Corrections to my 1996 paper

© Copyright John Palmer. This is work in progress, last updated 2011-03-22. Please use this link to send me comments and suggestions.

The Exeter Eagle

Frances Griffith, Devon County Archaeologist, has given me this description of the alleged `legionary standards': ``A portion of a life-size Purbeck statue of an eagle, suspected of having stood with a life-size Jupiter in or near the headquarters building of the legionary fortress at Exeter. Kept at and often on display in the Royal Albert Memorial Museum, Exeter. See JMC Toynbee in Bidwell PT 1979 pp. 130-2.'' See my abstracts.

Geographical extremes

PM mortars and pestles have been found at Corbridge. At Exeter, besides the Eagle mentioned above, much PM has been found on the site of the legionary base, which was founded by Legio II Augusta; see Bidwell, 1979 and 1980.

Purbeck Marble and Burr-stone

An exhibit at the Coach House Museum, Langton Matravers, seen in 1996, contained the statement that 24 beds were recognised by quarrymen. Clearly commercially useful beds were meant, for Clements (1992), in his description of the type section of the Purbeck beds at Durlston Bay, recognises ten times that number of beds.

Clements' bed DB244 is the upper PM, and DB241 the lower PM. House 1993 recognises a third PM bed which is probably identical with Clements' DB237. The colours of the beds are given as

It is said () that the PM becomes bluer as you go west, in exposures such as that at Worbarrow (Ensom PC 1984). All the Marble beds contain a closely packed mass of shells of the freshwater gastropod Viviparus cariniferus (syn. Paludina carinifera).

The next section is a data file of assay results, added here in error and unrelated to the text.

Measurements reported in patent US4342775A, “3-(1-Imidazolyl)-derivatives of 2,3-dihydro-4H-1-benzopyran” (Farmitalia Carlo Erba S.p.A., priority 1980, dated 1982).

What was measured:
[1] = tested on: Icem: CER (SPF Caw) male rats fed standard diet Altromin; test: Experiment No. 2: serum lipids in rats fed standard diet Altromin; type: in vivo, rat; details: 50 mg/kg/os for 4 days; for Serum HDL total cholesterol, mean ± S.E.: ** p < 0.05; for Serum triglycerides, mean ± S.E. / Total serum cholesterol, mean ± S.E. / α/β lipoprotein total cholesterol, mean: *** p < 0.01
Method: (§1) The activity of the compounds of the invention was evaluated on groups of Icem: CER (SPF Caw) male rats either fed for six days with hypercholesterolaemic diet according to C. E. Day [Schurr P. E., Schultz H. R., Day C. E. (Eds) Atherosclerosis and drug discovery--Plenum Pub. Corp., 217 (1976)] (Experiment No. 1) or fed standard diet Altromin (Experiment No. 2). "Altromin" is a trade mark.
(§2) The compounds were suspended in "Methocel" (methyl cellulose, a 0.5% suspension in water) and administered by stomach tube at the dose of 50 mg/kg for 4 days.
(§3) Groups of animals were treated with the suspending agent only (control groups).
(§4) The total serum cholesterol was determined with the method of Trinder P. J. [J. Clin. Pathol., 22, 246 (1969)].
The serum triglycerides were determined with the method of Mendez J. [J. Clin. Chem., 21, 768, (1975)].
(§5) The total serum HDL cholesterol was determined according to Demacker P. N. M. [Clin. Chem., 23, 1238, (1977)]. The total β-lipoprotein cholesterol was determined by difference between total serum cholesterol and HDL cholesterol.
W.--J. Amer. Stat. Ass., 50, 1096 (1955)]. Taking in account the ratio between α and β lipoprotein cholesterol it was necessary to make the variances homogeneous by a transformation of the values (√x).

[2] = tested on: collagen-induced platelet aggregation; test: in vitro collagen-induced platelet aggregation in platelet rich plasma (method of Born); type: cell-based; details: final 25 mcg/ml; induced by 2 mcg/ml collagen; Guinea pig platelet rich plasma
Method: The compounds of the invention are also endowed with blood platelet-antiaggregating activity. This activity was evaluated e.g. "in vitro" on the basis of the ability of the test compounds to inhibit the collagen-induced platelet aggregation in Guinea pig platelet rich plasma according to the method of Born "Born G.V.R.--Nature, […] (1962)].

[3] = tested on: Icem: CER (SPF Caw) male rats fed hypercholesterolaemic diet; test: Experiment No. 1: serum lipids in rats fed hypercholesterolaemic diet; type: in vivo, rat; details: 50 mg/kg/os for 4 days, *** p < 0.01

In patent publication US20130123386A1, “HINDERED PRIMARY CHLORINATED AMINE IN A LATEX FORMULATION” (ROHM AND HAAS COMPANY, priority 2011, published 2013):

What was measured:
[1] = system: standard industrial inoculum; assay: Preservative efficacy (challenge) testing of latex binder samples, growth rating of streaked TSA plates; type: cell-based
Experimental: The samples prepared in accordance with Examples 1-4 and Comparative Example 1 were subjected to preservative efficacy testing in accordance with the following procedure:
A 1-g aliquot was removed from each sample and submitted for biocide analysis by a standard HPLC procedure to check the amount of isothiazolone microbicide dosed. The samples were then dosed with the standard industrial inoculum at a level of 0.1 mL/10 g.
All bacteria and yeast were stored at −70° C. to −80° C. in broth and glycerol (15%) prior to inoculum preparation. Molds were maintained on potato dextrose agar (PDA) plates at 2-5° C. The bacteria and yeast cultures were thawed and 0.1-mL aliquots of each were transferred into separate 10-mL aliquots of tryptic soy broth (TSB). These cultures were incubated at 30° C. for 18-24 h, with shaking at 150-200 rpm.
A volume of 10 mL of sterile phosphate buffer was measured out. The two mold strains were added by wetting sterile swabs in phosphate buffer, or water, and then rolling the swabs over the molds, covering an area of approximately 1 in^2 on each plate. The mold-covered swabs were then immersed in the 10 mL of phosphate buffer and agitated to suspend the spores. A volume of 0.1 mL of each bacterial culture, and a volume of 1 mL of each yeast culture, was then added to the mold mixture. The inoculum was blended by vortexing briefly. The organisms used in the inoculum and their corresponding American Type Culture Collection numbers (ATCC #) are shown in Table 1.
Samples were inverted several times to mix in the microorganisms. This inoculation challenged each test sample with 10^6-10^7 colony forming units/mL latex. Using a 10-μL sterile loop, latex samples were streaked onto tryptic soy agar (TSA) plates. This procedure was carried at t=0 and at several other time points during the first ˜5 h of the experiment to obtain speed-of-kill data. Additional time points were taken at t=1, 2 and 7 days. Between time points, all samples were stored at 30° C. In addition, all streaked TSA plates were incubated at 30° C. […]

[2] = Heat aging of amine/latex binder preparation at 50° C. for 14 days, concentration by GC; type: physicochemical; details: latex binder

Clements' bed DB220 is the Broken Shell Limestone; the name describes its nature exactly. Its `characteristic fossil' is not a single species as with the Marble, but a mass of broken shells of different kinds of molluscs, especially bivalves. It is the same as the `Burr stone', bed 2 of the Coach House Museum list, and as Bristow's bed 78 (Delair and Lander 1972). Bristow calls it the `Soft Burr'. Soft, however, it is not, for it forms the resistant ledges off Peveril Point (Arkell 1947 p.137-8). There is no doubt that it is the Purbeck Burr of commerce (and of many mortaria), but the term `soft' indicates perhaps a confusion (in Bristow) between this `Burr' and the tufaceous `burrs' that form around fossil treetrunks in the Lower Purbeck Dirt Beds, which are seen most notably a little way east of Lulworth Cove (Arkell p.140-1).

I think that the `thornback' is to be identified with Clements' DB123.

Jurassic-Cretaceous boundary

The upper Purbeck beds are now recognised as coeval with undoubted Cretaceous beds on the Continent, and the division between the Jurassic and the Cretaceous is set within the Purbeck beds, by some at the level of the Cinder Bed (Clements DB111).

Paludina carinifera

This snail is now referred to the living genus Viviparus and so called more properly Viviparus cariniferus.

Purbeck limestone quarries in Wiltshire

I think that much of the Purbeck roofing material found in S Wiltshire, NE Dorset and W Hampshire is likely to have been quarried in the local outcrop of the Purbeck beds near Tisbury. (I have now developed this argument in PDNHAS vol.130.) The only other significant outcrop of these beds outside SE Dorset is at Swindon, where signs of Roman quarrying have been found. No Purbeck Marble is available at either of these sites.

Denford's Kimmeridge shale inventory

G T Denford has recently made available his inventory of over 3000 Kimmeridge shale artefacts, and associated bibliography, through the Archaeology Data Service.

The stokehole at Colliton Park

I got this back to front. The majority of the house had Purbeck stone roofing; the stokehole was an exception, being tiled, as shown in the detailed account.

Stone-cutting according to Pliny

I have now read Pliny's Latin (Nat. Hist. 36 ix), and it does not refer in any way to the use of multiple-bladed saws. It does describe cutting stone by pressure along a narrow line with the use of sand, which (to me) implies a toothless saw, but in no way a multiple one; compare the findings from the Norden excavation. The Fishbourne evidence is doubly interesting in that it suggests early use of a technique (multiple-bladed saws) which is not mentioned by Pliny.

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